‘All those who write about Alexander,” grumbled the Roman geographer Strabo, “prefer the marvelous to the true.” Such a criticism was not entirely accurate even when he made it 2,000 years ago, and it is certainly not fair now. We live in an age of groundbreaking classical scholar ship, when historians of the ancient world have only to get the sniff of a myth to set about busting it. Yet Alexander, more even than Cleopatra or Julius Caesar, has stood insouciant proof against every attempt at revisionism. No amount of cheese-paring by classicists can dim the brilliance of his luster. He remains what he has ever been: the epitome of youthful, world-conquering, terrifying glamour.
We are, perhaps, more squeamish about the collateral damage inflicted by his ascent to greatness, and less prone to celebrate it, than earlier ages. “Is it not passing brave to be a king, and ride in triumph through Persepolis?” Christopher Marlowe demanded in “Tamburlaine,” his blood-sodden drama about a megalomaniacal one-time shepherd who had swaggered and slaughtered his way to a vast Asiatic empire in the 14th century. In point of boring historical fact, the mention of Persepolis in his hero’s vaunt is a serious anachronism. The city had been burnt to the ground long before the time of Tamburlaine, all the way back in 330 B.C. Marlowe, however, was a playwright, not a historian—and he could recognize a poetic truth when he saw one.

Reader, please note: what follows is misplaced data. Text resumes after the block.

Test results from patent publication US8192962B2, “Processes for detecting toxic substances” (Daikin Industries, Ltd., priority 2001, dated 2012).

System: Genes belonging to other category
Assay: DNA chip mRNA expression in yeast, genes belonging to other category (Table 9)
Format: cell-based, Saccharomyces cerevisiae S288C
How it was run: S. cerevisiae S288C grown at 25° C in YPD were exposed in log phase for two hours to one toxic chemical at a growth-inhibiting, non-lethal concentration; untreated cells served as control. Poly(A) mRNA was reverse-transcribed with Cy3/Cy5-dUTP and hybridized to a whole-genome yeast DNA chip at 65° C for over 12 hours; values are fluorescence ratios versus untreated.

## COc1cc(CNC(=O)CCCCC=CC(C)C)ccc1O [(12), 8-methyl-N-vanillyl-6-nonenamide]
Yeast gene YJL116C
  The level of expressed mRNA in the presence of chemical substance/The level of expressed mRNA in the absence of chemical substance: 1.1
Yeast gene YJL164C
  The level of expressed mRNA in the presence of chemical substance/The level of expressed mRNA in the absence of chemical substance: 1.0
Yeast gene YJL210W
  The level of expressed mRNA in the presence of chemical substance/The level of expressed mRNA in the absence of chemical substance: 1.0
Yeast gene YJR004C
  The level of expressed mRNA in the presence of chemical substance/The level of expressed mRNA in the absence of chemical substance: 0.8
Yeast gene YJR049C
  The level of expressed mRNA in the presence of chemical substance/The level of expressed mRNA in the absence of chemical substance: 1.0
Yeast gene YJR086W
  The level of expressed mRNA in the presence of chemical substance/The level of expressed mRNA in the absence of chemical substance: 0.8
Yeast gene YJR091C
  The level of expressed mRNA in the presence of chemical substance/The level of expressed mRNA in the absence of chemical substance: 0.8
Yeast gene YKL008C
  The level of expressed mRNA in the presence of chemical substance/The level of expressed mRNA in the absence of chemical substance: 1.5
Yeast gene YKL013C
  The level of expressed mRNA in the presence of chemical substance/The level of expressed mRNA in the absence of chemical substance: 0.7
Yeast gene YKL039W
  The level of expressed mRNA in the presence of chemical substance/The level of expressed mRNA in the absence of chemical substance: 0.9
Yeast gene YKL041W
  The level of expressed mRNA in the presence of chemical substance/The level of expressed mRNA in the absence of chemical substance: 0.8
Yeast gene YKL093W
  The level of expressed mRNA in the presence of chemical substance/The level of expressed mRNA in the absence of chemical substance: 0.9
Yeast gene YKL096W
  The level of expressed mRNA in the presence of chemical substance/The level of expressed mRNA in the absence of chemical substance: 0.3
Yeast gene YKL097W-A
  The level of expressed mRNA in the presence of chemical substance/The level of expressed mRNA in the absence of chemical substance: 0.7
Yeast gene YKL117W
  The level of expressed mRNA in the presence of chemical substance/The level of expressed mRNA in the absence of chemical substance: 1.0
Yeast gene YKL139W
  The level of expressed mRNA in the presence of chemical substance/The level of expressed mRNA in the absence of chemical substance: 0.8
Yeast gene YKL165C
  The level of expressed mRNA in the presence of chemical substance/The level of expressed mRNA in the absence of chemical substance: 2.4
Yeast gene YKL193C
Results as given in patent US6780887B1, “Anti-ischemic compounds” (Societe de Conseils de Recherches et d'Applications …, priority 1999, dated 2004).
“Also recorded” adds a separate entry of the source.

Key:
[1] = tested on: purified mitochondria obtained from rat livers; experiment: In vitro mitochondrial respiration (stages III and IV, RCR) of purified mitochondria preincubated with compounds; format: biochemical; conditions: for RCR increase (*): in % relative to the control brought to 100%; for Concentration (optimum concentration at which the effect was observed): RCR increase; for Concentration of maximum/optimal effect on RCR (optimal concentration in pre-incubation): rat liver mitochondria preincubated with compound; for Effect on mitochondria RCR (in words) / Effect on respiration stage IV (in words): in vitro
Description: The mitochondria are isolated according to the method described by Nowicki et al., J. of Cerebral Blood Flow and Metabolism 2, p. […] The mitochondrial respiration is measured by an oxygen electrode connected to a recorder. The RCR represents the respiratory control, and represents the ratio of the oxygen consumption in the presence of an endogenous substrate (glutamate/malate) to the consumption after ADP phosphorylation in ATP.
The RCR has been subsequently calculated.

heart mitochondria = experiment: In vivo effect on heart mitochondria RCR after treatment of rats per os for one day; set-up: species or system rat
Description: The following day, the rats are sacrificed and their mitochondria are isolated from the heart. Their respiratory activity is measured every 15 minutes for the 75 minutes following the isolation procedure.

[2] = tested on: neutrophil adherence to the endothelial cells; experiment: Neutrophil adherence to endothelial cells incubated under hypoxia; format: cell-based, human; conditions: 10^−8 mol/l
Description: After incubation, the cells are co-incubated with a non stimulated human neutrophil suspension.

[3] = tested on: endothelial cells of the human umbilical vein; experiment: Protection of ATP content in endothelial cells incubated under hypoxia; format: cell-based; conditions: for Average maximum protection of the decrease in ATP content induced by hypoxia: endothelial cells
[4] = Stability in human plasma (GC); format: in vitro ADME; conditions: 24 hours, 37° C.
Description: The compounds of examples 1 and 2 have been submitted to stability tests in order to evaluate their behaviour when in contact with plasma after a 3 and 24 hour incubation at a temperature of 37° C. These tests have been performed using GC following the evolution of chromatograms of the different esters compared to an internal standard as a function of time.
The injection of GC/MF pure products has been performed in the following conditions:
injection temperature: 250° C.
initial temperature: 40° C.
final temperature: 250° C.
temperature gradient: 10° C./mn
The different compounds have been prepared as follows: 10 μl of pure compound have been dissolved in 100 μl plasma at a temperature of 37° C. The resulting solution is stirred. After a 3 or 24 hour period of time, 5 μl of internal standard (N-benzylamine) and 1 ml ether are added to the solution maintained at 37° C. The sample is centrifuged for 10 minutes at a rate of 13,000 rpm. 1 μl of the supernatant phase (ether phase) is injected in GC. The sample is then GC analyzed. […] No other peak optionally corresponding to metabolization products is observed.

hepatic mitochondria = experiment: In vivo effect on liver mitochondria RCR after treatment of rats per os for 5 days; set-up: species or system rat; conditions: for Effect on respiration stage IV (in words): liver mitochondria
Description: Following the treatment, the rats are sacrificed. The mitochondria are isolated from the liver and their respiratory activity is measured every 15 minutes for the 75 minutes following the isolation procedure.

The man responsible for destroying Persepolis had been none other than Alexander: the feat that broadcast his triumph more blazingly than all his many others, since the city had served, for almost two centuries, as the capital of Asia. The Achaemenids, a Persian dynasty whose rule had stretched from the Aegean to the Hindu Kush, had demonstrated in unprecedented fashion just how vast an empire might be. Alexander, by defeating them, had wrested from them their claim to global rule. Such was the heritage—of looting, bloodshed and unabashed imperialism—to which Tamburlaine in turn had laid devastating claim. No wonder, then, in Marlowe’s rendering of his protagonist’s career, that he should instinctively have alluded to the greatest conqueror of them all.